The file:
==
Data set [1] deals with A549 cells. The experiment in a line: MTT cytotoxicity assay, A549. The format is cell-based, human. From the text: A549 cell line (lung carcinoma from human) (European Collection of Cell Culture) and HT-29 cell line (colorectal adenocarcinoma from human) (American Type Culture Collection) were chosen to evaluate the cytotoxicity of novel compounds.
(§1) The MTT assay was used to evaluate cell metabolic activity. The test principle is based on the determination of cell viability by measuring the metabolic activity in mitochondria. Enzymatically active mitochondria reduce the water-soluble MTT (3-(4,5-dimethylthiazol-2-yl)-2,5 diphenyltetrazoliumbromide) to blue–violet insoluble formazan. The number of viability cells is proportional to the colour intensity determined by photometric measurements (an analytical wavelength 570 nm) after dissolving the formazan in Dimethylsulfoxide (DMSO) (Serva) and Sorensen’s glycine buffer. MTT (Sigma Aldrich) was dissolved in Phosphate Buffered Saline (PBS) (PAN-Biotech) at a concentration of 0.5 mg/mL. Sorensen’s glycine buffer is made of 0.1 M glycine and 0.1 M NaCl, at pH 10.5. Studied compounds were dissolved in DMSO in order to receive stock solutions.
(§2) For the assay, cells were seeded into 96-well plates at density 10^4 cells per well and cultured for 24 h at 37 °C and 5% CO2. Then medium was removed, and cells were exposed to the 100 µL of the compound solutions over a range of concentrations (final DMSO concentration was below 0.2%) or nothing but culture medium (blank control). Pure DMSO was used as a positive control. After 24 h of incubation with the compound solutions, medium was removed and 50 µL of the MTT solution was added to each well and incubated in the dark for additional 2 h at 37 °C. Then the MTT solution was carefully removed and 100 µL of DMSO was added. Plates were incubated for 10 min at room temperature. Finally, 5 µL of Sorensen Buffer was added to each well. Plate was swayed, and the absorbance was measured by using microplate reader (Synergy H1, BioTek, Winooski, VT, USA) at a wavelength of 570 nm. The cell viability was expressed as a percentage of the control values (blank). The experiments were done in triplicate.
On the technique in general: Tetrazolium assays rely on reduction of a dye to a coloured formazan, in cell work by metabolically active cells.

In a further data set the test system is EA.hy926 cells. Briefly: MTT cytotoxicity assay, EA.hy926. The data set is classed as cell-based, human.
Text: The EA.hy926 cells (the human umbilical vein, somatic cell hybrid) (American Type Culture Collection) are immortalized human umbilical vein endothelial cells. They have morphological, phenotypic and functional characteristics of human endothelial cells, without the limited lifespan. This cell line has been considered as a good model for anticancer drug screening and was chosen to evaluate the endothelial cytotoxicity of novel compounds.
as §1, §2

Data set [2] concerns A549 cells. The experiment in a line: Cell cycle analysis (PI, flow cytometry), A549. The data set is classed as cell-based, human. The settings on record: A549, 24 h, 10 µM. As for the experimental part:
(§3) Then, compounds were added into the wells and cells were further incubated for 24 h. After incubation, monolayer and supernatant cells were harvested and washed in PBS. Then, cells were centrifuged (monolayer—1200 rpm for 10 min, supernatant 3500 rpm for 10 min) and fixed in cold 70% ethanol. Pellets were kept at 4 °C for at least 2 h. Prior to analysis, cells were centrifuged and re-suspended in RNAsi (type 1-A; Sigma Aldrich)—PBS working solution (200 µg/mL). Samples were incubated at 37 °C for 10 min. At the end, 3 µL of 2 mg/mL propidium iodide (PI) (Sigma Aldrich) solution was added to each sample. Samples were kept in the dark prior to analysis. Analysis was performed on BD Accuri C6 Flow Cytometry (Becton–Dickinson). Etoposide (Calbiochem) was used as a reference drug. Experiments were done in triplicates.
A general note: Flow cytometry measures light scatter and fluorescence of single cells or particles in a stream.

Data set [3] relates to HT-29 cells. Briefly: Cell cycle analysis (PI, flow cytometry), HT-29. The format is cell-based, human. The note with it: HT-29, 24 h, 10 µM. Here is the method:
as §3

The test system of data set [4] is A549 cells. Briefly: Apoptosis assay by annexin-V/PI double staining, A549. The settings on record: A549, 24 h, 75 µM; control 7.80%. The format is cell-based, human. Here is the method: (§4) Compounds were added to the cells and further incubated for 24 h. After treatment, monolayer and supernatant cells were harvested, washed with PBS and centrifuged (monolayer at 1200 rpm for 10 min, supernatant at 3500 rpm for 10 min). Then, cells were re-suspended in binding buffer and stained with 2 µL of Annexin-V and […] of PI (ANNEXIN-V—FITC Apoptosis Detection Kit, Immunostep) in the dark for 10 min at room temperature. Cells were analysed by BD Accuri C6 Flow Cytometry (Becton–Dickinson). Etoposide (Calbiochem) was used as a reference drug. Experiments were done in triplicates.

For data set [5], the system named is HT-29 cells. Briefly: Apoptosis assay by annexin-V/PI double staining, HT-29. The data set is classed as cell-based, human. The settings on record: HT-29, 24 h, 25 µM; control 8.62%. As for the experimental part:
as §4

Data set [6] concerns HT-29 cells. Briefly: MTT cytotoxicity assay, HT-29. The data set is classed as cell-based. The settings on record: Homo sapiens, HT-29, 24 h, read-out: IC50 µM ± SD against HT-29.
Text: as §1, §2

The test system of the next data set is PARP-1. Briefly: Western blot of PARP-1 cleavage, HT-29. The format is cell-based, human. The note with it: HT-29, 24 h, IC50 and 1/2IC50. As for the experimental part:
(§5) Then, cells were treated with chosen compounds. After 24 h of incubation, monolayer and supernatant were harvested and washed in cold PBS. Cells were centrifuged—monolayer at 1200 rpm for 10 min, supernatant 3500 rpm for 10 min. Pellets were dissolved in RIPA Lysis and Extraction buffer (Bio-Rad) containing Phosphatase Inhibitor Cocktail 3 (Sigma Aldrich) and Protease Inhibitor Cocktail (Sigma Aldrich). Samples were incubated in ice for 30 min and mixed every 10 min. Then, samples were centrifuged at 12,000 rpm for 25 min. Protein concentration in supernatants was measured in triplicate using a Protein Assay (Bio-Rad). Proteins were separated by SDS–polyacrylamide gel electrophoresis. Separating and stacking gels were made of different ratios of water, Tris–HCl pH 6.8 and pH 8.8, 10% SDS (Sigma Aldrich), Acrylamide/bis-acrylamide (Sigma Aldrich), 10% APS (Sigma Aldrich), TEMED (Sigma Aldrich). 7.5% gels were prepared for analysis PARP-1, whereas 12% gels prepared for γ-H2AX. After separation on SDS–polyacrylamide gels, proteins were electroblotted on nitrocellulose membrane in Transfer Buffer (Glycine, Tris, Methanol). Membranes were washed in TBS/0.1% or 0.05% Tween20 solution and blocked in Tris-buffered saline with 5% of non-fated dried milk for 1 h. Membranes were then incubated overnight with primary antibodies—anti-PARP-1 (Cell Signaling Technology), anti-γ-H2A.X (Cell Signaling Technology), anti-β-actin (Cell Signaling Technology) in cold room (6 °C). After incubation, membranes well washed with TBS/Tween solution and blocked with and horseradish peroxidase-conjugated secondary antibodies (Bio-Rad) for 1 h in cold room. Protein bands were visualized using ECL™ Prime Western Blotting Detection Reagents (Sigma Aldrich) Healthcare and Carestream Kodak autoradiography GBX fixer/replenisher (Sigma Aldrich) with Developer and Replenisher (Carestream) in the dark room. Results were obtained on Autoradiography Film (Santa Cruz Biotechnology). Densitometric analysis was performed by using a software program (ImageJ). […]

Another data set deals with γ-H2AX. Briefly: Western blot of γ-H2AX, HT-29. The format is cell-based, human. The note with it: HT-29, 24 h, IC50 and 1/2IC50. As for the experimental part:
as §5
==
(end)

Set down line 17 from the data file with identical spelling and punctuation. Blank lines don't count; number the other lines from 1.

Text: as §1, §2